Zucker tackles similar themes in her own comedy — but with a modern flair. Abby, as a 19th-century woman, is limited to displays like knitting VOTES FOR WOMEN into a blanket, Zucker pokes fun at the persistence of those now-outdated gestures in the 21st. Abby can’t be sarcastic about feminism, but she can.
In Sophie Sucks Face, which will return to New York with a run at Brooklyn Comedy Collective in March, Zucker plays every character, using each of them to introduce — and mock — a different way of living a Jewish life. There’s Sophie’s mother who cares more about performing grief than experiencing it; her uncle, nastily quipping about death; and Devina, a family friend who goads Sophie into explaining the culture wars by complaining that all her favorite comedians have been “canceled.”
Most importantly, there’s Yoni. Buff, tall and fresh out of the IDF, he’s a Zionist dripping with post-army certainty. In conversation with Devina, Sophie stands up for her beliefs and argues for a nuanced view of the culture wars. With Yoni, she finds herself nodding along nervously assertions that, in Israel, “We fight them to the death and that’s all there is to it.”
Yoni’s appeal isn’t just sexual. His outlook offers Sophie a glimpse of a theoretically simpler life in a place where being a Jewish actress doesn’t entail, as our heroine puts it, being “thrown in the oven when they come to town.” Even as Sophie accuses her cousin of being complicit in apartheid and mass murder, she can’t help getting lured into the fantasy.
Just as Sophie Sucks Face tries to balance many different ways of being a Jew, the real-life Zucker wants her industry to accommodate different ways of tackling Jewish subjects on stage. In early versions of the show, she didn’t even say the word “shiva” for fear of drawing comparisons to the 2020 movie Shiva Baby.
But ultimately, Zucker changed her mind. Crinkling her nose disdainfully at the idea that only one funny woman gets to talk about Jewish funerals, she said, “I think that’s a version of antisemitism, to say, ‘Well, we have the one Jewish story and we have the one Jewish creator.’”
At the end of Sophie Sucks Face, Sophie sets herself to making it work with her current boyfriend and her life as a diaspora Jew. Instead of, as she puts it, eloping with Yoni to “be a nasty slut in Tel Aviv,” she returns home to New York: to the boyfriend who used to work for the anti-occupation organization If Not Now. To a life as a public-facing Jew.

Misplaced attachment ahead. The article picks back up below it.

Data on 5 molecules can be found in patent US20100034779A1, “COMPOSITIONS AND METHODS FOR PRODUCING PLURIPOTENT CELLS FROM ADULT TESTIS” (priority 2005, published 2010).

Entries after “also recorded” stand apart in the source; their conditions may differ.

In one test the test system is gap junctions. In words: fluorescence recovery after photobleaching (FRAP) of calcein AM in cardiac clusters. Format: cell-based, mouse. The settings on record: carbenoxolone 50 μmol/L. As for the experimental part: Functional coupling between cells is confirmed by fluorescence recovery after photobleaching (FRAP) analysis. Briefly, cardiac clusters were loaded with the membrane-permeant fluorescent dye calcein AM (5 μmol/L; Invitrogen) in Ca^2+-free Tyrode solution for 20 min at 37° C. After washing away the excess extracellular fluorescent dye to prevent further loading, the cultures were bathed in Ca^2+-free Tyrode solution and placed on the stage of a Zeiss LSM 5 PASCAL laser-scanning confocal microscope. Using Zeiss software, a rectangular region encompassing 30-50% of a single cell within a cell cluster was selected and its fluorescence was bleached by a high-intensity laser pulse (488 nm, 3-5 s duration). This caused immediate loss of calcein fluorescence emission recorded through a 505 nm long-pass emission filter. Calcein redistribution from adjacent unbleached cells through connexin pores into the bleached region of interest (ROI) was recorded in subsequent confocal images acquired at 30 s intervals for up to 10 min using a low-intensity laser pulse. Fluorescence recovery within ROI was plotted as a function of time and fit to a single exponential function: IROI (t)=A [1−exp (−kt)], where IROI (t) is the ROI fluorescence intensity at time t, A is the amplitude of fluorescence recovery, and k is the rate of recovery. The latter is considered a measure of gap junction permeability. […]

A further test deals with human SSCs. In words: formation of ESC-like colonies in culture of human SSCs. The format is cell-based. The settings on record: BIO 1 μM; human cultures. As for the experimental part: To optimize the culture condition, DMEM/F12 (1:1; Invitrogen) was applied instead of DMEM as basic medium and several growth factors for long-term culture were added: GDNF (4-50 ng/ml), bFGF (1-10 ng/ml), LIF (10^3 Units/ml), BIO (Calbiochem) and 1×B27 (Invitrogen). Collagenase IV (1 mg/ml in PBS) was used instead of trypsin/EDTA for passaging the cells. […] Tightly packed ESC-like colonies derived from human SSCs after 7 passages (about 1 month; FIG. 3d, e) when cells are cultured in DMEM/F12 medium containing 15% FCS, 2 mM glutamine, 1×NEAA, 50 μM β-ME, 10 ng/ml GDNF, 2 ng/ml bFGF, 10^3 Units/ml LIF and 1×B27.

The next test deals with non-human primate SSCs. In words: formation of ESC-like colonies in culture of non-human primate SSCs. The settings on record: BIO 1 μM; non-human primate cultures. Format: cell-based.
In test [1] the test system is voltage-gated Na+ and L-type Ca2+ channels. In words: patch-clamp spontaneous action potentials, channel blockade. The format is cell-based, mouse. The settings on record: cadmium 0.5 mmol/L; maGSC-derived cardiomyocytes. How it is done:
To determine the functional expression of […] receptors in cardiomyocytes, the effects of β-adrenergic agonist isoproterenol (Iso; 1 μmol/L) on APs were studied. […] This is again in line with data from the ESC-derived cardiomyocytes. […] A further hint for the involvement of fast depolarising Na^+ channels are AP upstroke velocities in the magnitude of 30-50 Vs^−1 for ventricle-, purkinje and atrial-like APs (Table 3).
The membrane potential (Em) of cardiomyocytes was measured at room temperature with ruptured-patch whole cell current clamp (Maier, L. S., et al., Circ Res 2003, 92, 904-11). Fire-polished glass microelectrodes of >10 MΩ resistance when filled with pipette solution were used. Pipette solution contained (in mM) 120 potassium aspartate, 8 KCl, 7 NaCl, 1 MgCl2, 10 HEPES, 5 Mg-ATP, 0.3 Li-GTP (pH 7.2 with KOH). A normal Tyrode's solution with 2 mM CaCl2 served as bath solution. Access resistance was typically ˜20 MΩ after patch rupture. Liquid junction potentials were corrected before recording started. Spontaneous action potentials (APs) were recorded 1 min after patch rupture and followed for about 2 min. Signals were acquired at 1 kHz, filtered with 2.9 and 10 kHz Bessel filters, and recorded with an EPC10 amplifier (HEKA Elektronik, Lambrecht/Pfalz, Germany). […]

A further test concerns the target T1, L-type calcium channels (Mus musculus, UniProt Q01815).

After Friday night services end, the real Sophie Zucker leads me to Union Hall, where she dons the tutu at last. She’s set to perform at Lockwood’s semi-scripted comedy show, Ian Lockwood’s Girlfriend Pageant, a parody of traditional beauty contests in which female comics vie for his “approval.”
Zucker’s character, a reformed “bad girl” named Angel, does not win the pageant, but she elicits enough cheers to make her creator happy. As soon as the show ends, the comedians and Zucker’s real-life boyfriend, an attentive and kind man whom I too would choose over Yoni, decamp from Union Hall in search of another bar.
By the end of the show, Zucker’s onstage persona has mastered the temptation to “be a nasty slut in Tel Aviv.” Courtesy of Sophie Zucker
En route, Zucker’s friends are eager to sing her praises to the reporter in their midst. Zucker, however, is already looking ahead to the day when Sophie Sucks Face might become a comedy special or even a movie. And when she tells me about her vocal training, she’s referring not to the show’s three-day engagement in New York last November, but to the 30-day run she hopes — no, plans — to have at the Edinburgh Fringe Festival. “I want to sound good for like, a month straight,” Zucker says.
Eventually, we end up at the Bed-Stuy bar C’mon Everybody, where a drag show is in progress. There’s a kinetic energy in the tight space, where performers, bartenders, customers and bouncers zip around like pinballs.
For Zucker, there’s something special about going from her own performance to seeing the drag queens at C’mon Everybody. Like her, they’re up-and-comers in New York, good at what they do but not famous for it — yet.
Turning back to her fellow comedians, Zucker screams along to Olivia Rodrigo’s “good 4 u.” Looking at Sophie’s backpack, inspected outside her synagogue just hours ago, I remember that there are people who would rather replace C’mon Everybody, replace Sophie Sucks Face, with another kind of culture altogether, something far more monotonous and uniform.
At Union Hall, Zucker and I had talked about fear. “People marching with guns saying ‘Jews will not replace us,’ synagogues being shot up, that scares me,” Zucker said. “And it scares me for other people.” She spoke about social media solidarity, which in her opinion is “the bare minimum” of support: “I’m working on this bit satirizing that. What are other bare minimum things that you can do to support the Jewish people?
For Zucker, choosing to stand up and live her own life is the bare minimum. She might become a movie star someday, or not. But she’s living her values. And laughing at herself while she does it.